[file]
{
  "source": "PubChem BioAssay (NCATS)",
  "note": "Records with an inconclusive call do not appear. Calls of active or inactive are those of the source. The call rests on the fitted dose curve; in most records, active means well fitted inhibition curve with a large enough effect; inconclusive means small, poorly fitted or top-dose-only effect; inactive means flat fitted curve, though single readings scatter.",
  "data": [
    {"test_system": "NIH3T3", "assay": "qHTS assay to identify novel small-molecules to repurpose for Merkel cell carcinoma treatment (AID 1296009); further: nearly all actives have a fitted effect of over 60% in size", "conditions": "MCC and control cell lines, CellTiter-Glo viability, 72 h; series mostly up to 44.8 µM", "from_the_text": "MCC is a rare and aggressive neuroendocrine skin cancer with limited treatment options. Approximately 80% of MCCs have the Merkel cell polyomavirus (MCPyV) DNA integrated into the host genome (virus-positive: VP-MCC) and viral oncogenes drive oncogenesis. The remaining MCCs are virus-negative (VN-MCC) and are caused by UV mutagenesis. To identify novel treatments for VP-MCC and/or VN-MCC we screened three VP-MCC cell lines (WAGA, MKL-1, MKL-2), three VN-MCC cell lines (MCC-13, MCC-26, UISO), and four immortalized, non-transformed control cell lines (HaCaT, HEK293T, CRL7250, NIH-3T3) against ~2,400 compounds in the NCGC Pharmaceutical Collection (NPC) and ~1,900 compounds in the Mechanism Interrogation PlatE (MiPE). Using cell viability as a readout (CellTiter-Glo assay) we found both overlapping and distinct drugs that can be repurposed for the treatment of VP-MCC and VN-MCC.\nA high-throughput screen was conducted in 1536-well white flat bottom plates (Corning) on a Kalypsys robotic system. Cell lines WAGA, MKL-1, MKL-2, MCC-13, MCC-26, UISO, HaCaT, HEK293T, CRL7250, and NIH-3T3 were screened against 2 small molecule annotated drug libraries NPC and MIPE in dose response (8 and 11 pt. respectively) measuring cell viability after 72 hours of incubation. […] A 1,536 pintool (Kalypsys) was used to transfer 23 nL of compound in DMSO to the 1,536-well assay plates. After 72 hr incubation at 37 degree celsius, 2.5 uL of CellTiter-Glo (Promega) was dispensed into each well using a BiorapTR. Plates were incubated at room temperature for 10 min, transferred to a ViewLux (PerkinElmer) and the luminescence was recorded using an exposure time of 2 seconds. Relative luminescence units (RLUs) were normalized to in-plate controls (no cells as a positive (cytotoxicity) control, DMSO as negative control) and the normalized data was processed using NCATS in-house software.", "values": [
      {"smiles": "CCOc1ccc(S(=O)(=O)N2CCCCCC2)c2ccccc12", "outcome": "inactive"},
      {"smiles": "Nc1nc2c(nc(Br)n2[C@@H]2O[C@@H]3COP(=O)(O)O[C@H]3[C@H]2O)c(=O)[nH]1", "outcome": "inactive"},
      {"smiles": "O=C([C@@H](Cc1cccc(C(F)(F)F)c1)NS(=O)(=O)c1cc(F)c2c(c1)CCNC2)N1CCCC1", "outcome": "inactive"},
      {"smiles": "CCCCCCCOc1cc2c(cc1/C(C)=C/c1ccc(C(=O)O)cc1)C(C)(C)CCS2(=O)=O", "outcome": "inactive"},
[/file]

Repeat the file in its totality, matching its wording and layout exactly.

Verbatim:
{
  "source": "PubChem BioAssay (NCATS)",
  "note": "Records with an inconclusive call do not appear. Calls of active or inactive are those of the source. The call rests on the fitted dose curve; in most records, active means well fitted inhibition curve with a large enough effect; inconclusive means small, poorly fitted or top-dose-only effect; inactive means flat fitted curve, though single readings scatter.",
  "data": [
    {"test_system": "NIH3T3", "assay": "qHTS assay to identify novel small-molecules to repurpose for Merkel cell carcinoma treatment (AID 1296009); further: nearly all actives have a fitted effect of over 60% in size", "conditions": "MCC and control cell lines, CellTiter-Glo viability, 72 h; series mostly up to 44.8 µM", "from_the_text": "MCC is a rare and aggressive neuroendocrine skin cancer with limited treatment options. Approximately 80% of MCCs have the Merkel cell polyomavirus (MCPyV) DNA integrated into the host genome (virus-positive: VP-MCC) and viral oncogenes drive oncogenesis. The remaining MCCs are virus-negative (VN-MCC) and are caused by UV mutagenesis. To identify novel treatments for VP-MCC and/or VN-MCC we screened three VP-MCC cell lines (WAGA, MKL-1, MKL-2), three VN-MCC cell lines (MCC-13, MCC-26, UISO), and four immortalized, non-transformed control cell lines (HaCaT, HEK293T, CRL7250, NIH-3T3) against ~2,400 compounds in the NCGC Pharmaceutical Collection (NPC) and ~1,900 compounds in the Mechanism Interrogation PlatE (MiPE). Using cell viability as a readout (CellTiter-Glo assay) we found both overlapping and distinct drugs that can be repurposed for the treatment of VP-MCC and VN-MCC.\nA high-throughput screen was conducted in 1536-well white flat bottom plates (Corning) on a Kalypsys robotic system. Cell lines WAGA, MKL-1, MKL-2, MCC-13, MCC-26, UISO, HaCaT, HEK293T, CRL7250, and NIH-3T3 were screened against 2 small molecule annotated drug libraries NPC and MIPE in dose response (8 and 11 pt. respectively) measuring cell viability after 72 hours of incubation. […] A 1,536 pintool (Kalypsys) was used to transfer 23 nL of compound in DMSO to the 1,536-well assay plates. After 72 hr incubation at 37 degree celsius, 2.5 uL of CellTiter-Glo (Promega) was dispensed into each well using a BiorapTR. Plates were incubated at room temperature for 10 min, transferred to a ViewLux (PerkinElmer) and the luminescence was recorded using an exposure time of 2 seconds. Relative luminescence units (RLUs) were normalized to in-plate controls (no cells as a positive (cytotoxicity) control, DMSO as negative control) and the normalized data was processed using NCATS in-house software.", "values": [
      {"smiles": "CCOc1ccc(S(=O)(=O)N2CCCCCC2)c2ccccc12", "outcome": "inactive"},
      {"smiles": "Nc1nc2c(nc(Br)n2[C@@H]2O[C@@H]3COP(=O)(O)O[C@H]3[C@H]2O)c(=O)[nH]1", "outcome": "inactive"},
      {"smiles": "O=C([C@@H](Cc1cccc(C(F)(F)F)c1)NS(=O)(=O)c1cc(F)c2c(c1)CCNC2)N1CCCC1", "outcome": "inactive"},
      {"smiles": "CCCCCCCOc1cc2c(cc1/C(C)=C/c1ccc(C(=O)O)cc1)C(C)(C)CCS2(=O)=O", "outcome": "inactive"},